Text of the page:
Scholarly Content on the Impact of 9/11

Navy videographer at Ground Zero

In the 10 years since the events of September 2001 a vast amount of scholarly research has been written on the impact of 9/11. Wiley-Blackwell is pleased to share with you this collection of free book and journal content, featuring over 20 book chapters and 185 journal articles from over 200 publications, spanning subjects across the social sciences and humanities.

Simply click on your area of interest below to access this reading and learning resource today:

Accounting & Finance

Anthropology, History & Sociology

Business & Management

Communication & Media Studies

Economics

Geography, Development & Urban Studies

Law

Literature, Language & Linguistics

Philosophy

Politics & International Relations

Psychology

Religion & Theology

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Interview: Animalkind – What We Owe to Animals

Are you an animal lover if you dote on your cat but then happily tuck into a plate of chicken or pig? Do horses and apes have equal rights to humans? We spoke with Jean Kazez author of Animalkind: What We Owe to Animals about her exploration into the ethical tensions between animals and humans.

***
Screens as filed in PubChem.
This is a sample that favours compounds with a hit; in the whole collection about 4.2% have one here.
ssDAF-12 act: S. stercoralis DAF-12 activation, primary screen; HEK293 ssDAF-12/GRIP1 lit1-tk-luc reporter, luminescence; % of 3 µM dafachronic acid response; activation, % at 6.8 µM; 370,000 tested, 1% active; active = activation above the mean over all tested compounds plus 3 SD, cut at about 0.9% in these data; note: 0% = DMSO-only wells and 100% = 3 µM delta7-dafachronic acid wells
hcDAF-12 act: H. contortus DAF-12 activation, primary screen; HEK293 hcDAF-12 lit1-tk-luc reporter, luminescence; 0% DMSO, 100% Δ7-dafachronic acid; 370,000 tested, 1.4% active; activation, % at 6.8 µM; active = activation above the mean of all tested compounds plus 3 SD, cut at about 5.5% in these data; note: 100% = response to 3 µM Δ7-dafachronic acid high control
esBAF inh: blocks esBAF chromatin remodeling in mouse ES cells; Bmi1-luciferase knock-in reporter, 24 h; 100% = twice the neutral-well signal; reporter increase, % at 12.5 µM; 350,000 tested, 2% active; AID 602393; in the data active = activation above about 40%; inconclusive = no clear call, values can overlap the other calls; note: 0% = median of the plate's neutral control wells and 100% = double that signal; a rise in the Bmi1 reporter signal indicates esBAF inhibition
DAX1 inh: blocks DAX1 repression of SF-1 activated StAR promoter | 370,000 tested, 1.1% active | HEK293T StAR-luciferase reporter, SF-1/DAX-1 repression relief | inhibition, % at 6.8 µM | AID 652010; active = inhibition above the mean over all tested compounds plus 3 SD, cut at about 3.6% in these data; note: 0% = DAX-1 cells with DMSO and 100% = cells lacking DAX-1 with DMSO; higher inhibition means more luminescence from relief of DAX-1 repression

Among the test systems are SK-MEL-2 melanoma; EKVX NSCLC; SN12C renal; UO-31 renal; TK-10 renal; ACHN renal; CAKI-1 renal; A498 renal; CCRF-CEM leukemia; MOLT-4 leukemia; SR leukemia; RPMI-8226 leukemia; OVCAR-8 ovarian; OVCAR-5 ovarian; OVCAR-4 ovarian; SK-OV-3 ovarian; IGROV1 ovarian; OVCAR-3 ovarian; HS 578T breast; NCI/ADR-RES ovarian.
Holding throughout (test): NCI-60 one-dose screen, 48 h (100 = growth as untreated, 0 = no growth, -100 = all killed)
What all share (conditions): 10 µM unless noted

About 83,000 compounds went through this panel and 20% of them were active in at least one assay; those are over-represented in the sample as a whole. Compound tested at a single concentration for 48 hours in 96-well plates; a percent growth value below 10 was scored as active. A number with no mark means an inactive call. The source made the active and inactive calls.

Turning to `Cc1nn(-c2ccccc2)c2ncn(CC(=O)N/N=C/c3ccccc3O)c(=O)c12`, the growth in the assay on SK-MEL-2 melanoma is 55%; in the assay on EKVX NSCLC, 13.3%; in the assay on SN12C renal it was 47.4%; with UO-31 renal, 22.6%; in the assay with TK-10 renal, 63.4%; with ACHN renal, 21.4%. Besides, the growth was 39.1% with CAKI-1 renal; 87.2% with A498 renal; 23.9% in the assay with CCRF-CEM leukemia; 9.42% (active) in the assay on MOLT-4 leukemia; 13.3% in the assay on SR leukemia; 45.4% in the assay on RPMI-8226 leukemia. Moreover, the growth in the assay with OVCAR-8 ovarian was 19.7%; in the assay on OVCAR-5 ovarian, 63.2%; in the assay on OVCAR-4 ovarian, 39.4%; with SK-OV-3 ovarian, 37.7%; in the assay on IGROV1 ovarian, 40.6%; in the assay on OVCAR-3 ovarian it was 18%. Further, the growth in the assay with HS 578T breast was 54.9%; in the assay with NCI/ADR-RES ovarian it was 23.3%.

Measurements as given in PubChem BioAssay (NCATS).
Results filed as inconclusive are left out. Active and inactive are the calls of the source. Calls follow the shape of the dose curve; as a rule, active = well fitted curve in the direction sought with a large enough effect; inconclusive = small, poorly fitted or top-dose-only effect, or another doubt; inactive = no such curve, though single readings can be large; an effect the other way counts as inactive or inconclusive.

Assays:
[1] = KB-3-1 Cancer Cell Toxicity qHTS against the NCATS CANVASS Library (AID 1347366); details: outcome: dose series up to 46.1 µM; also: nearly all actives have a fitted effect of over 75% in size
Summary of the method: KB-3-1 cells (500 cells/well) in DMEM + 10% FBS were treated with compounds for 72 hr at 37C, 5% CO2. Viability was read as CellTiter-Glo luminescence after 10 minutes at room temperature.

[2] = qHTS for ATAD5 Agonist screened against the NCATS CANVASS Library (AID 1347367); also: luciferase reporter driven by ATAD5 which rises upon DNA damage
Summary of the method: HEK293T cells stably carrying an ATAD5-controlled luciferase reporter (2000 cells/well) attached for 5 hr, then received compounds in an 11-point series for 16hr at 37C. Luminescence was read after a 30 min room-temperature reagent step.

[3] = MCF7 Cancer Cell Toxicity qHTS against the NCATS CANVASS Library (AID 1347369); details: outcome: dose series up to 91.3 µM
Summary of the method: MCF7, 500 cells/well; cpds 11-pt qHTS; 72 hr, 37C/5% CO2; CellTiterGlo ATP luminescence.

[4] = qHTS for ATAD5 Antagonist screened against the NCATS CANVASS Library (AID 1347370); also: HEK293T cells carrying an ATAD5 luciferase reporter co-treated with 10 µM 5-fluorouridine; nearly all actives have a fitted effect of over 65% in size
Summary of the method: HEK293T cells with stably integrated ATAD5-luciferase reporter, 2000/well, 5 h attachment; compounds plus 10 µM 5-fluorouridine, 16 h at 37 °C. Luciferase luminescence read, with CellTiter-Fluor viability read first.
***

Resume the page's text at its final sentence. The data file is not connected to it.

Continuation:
The Philosopher’s Eye: Why did you decide to write Animalkind?

Jean Kazez: I got the idea to write this book when I was working on my first book, The Weight of Things: Philosophy and the Good Life (Blackwell 2007).  There are a few pages in there about what it is for animals to live good lives.  I wanted to write more about that–“The Good Life for Dogs,” maybe? As I got started, the subject gradually changed. The truth is, billions of animals in the world are living very bad lives as a result of human decisions.  I wound up writing a book that’s about animal lives, but also about our decisions. Continue reading “Interview: Animalkind – What We Owe to Animals”

Evolutionary Psych: Too young to be this sexy?

Wasserläufer_bei_der_Paarung_cropEvolutionary psychology is all the rage nowadays. Researchers from around the globe are looking at the interplay between a species’ behavior and its environment, past and present, in an attempt to crack the mysteries of how we came to be as we now are. The appeal is obvious. Darwin seems to have provided a successful explanation of our biological traits. Why not think our psychological traits are to be explained similarly? After all, psychology just is an expression of biology. If reflection on our hunched-back ancestors and their habitat can explain how we came to walk upright, why can’t such reflection also explain our anger over spousal infidelity, why can’t it explain our own infidelity, our altruistic and egoistic behaviors, etc? Continue reading “Evolutionary Psych: Too young to be this sexy?”